Finally, we would like to pursue the idea of an “exchange” program, where all trainees meet regularly for joint sessions and rotate among the affiliated training centers. During these half-day workshops, the trainee(s) elaborate one or more specific case studies under the supervision of the training head of the hosting center. The aim of such sessions would be to share practice and working experience between the different types of centers (e.g., academia- industry).
Defining the Swiss Catalog of Core Competencies in Pharmaceutical Medicine (SC3-PM)
During the recent accreditation process we have proposed to evolve the current knowledge based curriculum to a competency based curriculum. Therefore we are preparing a Swiss Catalog of Core Competencies in Pharmaceutical Medicine (SC3-PM) which adopts the concept of the IFAPP core competency description based on applied knowledge, skills and behaviors: We are currently adapting the proposed content in the domains of (1) Discovery of Medicines and Early Development, (2) Clinical Development and Clinical Trials, (3) Medicines Regulation, (4) Drug Safety Surveillance, (5) Ethics and Subject Protection, (6) Socio-Economics of the Healthcare System, and (7) Communication and Management (Table 1). Although refinement is still in progress, we would like to share already some of the thoughts and feedback received so far as part of the initial consultation:
(a) The current IFAPP statements focus on specialists (including non-physicians) working mainly on drug development in industry. However, we are convinced that the competencies have to equally apply to physician specialists working in academic institutes or regulatory bodies. Hence, we are removing or replacing industry specific aspects to reflect the broader scope. Particularly competencies on commercial aspects shall be substituted by a more socio-economic view on the healthcare system, while business specific expertise can be acquired through other post-graduate programs (e.g., Master of Business Administration).
(b) We propose some revisions to better reflect the current issues and topics beyond development of medicinal products. Especially aspects on the competencies of a specialist in Pharmaceutical Medicine to enable access to medicines have been suggested. This includes expected knowledge, skills and behaviors with respect to health technology assessments and reimbursement. It also refers to situations, where supply of medicines could be limited or interrupted for various reasons. Further, we consider strengthening the aspect of medical information and appropriate communication with stakeholders along the whole lifecycle of a medicinal product.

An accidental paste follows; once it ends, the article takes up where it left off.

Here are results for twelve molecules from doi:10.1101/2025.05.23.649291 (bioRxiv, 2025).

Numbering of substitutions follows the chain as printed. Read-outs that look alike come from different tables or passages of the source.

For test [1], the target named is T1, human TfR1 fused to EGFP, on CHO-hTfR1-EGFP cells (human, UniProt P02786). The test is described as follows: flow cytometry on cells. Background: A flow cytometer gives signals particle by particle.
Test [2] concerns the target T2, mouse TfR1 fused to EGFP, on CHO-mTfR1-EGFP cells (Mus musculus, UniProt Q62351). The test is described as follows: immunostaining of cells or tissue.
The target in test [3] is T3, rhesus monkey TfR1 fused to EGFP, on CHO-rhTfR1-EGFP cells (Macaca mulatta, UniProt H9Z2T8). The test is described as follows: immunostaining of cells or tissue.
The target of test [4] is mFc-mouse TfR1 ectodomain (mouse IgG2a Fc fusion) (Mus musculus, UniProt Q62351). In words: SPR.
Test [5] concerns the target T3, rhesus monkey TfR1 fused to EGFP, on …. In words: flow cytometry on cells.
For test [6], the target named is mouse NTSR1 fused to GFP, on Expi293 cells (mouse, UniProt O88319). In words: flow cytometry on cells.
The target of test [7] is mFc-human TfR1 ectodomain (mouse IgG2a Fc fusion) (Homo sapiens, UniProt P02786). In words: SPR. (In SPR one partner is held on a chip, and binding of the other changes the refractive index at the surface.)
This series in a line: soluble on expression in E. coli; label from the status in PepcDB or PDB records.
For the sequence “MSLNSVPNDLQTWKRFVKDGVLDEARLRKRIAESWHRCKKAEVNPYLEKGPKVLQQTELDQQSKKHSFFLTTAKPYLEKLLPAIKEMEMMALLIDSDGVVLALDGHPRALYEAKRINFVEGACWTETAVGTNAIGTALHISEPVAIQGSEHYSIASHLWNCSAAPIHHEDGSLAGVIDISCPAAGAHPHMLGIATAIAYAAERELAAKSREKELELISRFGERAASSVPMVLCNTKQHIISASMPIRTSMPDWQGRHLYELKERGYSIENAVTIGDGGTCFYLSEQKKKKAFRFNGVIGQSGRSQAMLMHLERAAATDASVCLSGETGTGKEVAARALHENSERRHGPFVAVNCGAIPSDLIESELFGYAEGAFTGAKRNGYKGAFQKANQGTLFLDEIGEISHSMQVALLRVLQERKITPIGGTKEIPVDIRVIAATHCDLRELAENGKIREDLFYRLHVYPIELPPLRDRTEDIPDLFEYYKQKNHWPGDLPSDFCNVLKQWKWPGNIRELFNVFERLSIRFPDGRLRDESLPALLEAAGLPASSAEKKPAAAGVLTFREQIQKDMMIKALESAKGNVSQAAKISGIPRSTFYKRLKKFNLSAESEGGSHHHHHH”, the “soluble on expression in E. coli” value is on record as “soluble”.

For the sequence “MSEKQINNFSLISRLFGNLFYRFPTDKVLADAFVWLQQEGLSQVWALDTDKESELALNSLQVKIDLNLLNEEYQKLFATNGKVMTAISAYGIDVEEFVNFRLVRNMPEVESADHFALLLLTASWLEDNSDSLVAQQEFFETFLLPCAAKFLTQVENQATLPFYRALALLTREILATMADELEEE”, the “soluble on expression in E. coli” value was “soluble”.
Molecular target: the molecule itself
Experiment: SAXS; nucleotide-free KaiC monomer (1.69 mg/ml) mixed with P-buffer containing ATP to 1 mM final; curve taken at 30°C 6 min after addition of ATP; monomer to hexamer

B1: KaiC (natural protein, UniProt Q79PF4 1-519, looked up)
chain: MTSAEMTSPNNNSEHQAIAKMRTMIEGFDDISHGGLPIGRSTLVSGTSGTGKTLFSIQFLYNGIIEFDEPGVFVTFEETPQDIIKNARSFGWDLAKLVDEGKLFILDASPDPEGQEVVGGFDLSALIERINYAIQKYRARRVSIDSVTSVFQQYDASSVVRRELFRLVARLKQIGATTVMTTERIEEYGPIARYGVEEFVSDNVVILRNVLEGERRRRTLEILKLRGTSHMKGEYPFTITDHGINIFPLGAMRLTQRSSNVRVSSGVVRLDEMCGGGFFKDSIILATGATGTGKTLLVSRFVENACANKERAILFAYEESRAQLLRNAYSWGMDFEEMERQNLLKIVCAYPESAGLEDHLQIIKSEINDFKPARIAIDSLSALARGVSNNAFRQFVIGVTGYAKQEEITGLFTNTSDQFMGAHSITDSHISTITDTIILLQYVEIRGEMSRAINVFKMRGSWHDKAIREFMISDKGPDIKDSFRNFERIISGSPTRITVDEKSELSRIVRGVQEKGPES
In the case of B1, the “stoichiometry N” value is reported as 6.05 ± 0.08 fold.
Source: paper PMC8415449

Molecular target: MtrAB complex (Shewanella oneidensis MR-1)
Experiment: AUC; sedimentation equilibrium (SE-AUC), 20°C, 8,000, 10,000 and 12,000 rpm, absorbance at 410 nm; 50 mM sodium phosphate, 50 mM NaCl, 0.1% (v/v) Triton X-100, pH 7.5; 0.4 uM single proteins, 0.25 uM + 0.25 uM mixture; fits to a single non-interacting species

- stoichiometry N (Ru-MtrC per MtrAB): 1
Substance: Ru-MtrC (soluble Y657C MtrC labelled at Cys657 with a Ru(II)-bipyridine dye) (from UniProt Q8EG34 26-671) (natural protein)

(c) Ensuring compliance with Swiss law and regulations where appropriate.
Table 1. Proposed competency statements for a specialist in pharmaceutical medicine (SPM) in Switzerland.
Challenges, Plan of Action, Learnings and Outlook
A defined post-graduate training path and qualification process for physicians in Switzerland to obtain a recognized specialty title in Pharmaceutical Medicine has become well established in the course of the past 20 years. This has also recently been validated by the FOPH’s re-accreditation process (Federal Office of Public Health, 2018a). However, this requires adherence to the general framework and certain operational aspects of post-graduate training for all physicians in Switzerland. While the concept for competency-based training was introduced by the SIWF several years ago within the overarching ordinance for physician post-graduate training, the IFAPP model now helps us to better define targets for applied knowledge, skills and behaviors regarding Pharmaceutical Medicine. Moving forward, we believe that the currently defined tools [Mini-Clinical Evaluation Exercise (Mini-CEX) and Direct Observation of Procedural Skills (DOPS)] can be adapted and adequately used for the required quarterly evaluation of the training progress and acquired competencies (Swiss Institute for Post-Graduate Training and Continuous Education, 2019b). At this stage we see limited opportunities to deviate from the defined structures for the final board examinations, other than possible adaptations in the questions to further explore competencies in the dimensions of “skills” and “behaviors.” We will also continue to implement the structure and methodology provided by the SIWF for evaluation and documentation of competencies as part of the continuous professional development (Swiss Institute for Post-Graduate Training and Continuous Education, 2019a).